The Wall Street Journal’s online magazine Market Watchrecently ran a story on two new approaches to overcoming degenerative eye diseases with artificial retinas.
The story came across my desk by virtue of the fact that one of the companies goes by the name Nano Retina. The Israel-based company is a joint venture between Rainbow Medical and Zyvex Labs, the latter being well known for its work in nanotechnology and its founder Jim Von Ehr, who has been a strong proponent of molecular mechanosynthesis.
Both Nano Retina’s and its competitor Second Sight’s approaches to providing a solution to disease-caused blindness impressed me. And the Wall Street Journal article expressed intrigue that "the number of blind persons in the U.S. is projected to increase by 70 percent, to 1.6 million by 2020, with a similar rise projected for low vision," according to a 2004 paper prepared by a research group led by a Johns Hopkins University professor, Nathan Congdon. In other words, it's a growth sector, which always pleases investors.But I wanted to know where the nanotechnology was in the “Nano” Retina. Finding out turned out not to be an easy task. There was the video from the company Web site below, which explained that the implantable device contained “nanoelectrodes.”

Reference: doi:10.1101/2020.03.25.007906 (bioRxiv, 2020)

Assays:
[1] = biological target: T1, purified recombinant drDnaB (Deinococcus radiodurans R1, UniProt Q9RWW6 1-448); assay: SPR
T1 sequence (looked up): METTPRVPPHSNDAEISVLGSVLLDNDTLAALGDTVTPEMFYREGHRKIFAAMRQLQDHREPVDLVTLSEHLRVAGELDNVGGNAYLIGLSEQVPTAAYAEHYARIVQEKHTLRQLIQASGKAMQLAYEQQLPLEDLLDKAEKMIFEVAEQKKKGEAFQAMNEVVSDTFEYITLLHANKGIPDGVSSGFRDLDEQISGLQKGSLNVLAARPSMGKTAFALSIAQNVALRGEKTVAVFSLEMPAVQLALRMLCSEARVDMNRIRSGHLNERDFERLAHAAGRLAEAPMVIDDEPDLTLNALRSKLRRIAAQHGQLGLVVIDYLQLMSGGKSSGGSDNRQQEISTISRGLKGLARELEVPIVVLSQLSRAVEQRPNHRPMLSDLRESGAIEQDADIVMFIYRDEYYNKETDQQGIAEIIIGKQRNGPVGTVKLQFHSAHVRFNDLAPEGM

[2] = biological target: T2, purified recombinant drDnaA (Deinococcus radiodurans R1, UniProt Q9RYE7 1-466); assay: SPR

The written information on the company did not shine any further light on the subject. The video does seem to claim some pretty amazing capabilities for these nanoelectrodes. Apparently, they “interface with the eye’s bipolar neurons” and restart neural stimulation, allowing for messages to go to the brain.
I have to confess I would like to know more, but I’m sure this is all highly proprietary information for a company that doesn’t expect to start clinical trials until 2013.
Dexter Johnson is a contributing editor at IEEE Spectrum, with a focus on nanotechnology.